Although Highland and Moray are in Level 1 indoor meetings are still banned in these areas.

Level 0

  • Socialising: Indoors up to 8 people from 3 households and outdoors up to 15 people from 5 households can socialise with physical distancing.
  • Hospitality: Open with physical distancing, opening time restrictions may be in place. 
  • Travel: No non-essential travel to areas level 3 or higher. Avoid car sharing with people outside extended household. 
  • Shops: Open with physical distancing.
  • Schools, colleges & university: Schools will be open with physical distancing. Colleges & universities will use a blended learning model.
  • Sport: All allowed.
  • Entertainment: Open with physical distancing and restricted numbers, except nightclubs. 
  • Places of worship: Open (up to 50 people)
  • Driving lessons: Allowed.

Level 1

  • Socialising: Indoors, in Shetland, Orkney and the Western Isles only, up to six people can meet from two households with physical distancing. Outdoors, in all Level 1 areas, up to eight people can meet from three households including your own.
  • Hospitality: Open with physical distancing, last entry is 21:30 and all venues must be closed and all customers off the premises by 22:30. 
  • Travel: No non-essential travel to areas level 3 or higher. Avoid car sharing with people outside extended household.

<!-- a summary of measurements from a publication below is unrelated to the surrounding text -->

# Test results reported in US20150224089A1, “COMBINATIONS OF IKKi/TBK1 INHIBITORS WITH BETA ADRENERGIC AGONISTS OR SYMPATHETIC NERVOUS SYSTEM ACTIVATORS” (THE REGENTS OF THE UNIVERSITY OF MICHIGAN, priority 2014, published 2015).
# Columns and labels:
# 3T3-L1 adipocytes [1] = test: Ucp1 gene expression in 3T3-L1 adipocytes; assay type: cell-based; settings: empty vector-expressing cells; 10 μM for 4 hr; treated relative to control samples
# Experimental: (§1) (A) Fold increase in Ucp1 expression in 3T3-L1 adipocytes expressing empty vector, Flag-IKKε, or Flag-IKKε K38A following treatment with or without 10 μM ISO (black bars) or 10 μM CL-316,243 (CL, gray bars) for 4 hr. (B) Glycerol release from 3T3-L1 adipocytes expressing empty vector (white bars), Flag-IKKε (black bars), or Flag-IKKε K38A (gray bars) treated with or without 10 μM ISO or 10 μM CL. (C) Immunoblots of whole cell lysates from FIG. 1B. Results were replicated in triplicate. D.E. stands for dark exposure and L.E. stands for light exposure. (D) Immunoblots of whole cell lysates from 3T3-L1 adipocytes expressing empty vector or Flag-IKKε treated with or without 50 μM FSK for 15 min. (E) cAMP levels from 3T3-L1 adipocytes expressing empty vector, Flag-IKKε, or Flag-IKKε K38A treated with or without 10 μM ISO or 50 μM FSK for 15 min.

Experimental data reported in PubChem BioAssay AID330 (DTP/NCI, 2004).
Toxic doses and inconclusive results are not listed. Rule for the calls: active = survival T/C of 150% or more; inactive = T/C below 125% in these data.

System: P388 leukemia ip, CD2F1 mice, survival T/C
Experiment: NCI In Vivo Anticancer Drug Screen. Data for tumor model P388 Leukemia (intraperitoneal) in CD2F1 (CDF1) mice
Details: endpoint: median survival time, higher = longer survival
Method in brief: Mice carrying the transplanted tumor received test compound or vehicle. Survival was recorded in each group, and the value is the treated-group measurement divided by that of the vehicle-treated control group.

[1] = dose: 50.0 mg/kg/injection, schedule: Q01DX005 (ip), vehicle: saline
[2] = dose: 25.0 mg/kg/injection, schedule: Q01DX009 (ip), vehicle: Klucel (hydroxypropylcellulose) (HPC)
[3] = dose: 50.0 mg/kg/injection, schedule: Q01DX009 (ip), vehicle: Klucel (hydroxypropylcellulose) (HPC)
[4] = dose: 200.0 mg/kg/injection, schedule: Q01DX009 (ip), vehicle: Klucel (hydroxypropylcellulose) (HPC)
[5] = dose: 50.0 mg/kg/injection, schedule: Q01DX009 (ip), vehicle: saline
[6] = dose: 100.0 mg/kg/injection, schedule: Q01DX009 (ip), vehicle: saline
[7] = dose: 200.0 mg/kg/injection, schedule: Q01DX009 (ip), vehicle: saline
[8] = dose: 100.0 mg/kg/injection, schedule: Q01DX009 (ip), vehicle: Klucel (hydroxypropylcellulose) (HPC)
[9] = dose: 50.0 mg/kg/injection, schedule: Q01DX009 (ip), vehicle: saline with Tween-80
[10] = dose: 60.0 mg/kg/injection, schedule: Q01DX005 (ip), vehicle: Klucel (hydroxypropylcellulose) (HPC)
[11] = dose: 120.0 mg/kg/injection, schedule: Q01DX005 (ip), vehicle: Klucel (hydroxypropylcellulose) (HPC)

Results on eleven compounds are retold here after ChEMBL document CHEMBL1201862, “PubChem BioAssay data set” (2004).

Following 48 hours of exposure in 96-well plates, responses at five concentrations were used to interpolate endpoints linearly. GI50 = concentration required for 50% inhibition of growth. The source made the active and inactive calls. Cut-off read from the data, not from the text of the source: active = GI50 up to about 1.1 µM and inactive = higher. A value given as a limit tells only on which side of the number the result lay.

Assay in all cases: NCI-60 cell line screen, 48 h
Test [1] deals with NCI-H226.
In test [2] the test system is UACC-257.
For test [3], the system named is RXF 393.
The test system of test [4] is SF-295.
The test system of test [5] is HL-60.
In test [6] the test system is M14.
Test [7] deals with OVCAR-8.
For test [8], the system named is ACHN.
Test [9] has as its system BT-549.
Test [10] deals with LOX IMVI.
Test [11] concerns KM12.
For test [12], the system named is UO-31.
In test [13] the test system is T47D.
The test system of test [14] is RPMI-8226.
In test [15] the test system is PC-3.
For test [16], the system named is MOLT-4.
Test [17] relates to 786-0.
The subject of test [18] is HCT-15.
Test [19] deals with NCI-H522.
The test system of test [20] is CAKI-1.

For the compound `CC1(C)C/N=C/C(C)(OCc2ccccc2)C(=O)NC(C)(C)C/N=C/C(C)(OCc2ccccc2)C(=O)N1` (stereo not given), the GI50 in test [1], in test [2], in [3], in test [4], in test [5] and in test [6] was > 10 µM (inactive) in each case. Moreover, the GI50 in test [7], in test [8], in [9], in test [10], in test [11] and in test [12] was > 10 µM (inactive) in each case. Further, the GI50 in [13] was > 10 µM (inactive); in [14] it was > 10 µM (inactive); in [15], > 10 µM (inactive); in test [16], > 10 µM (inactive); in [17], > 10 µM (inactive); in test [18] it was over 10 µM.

• Shops: Open with physical distancing.
  • Schools, colleges & university: Schools will be open with physical distancing. Colleges & universities will use a blended learning model.
  • Sport: All allowed except indoor contact sports for people aged 18+.
  • Entertainment: Open with physical distancing and restricted numbers, except nightclubs.
  • Places of worship: Open (up to 50 people)
  • Driving lessons: Allowed.

Level 2

  • Socialising: No in-home socialising. Up to six people from two households can meet outdoors and in public places like restaurants and cafes, with physical distancing.
  • Hospitality: Open with physical distancing, alcohol sales indoors are only allowed with a main meal. Last entry is 19:00 and all venues must be closed and all customers off the premises by 20:00.
  • Travel: No non-essential travel to areas level 3 or higher. Avoid car sharing with people outside extended households.
  • Shops: Open with physical distancing.
  • Schools, colleges & university: Schools will be open with physical distancing and enhanced protective measures. Colleges & universities will use a blended learning model.
  • Sport: All allowed except indoor contact sports for people aged 18+.
  • Entertainment: Cinemas and amusement arcades can open, but other leisure businesses can't, for example theatres and bowling alleys. 
  • Places of worship: Open (up to 50 people)
  • Driving lessons: Allowed.

Level 3

  • Socialising: No in-home socialising. Up to six people from two households can meet outdoors and in public places that can open, with physical distancing.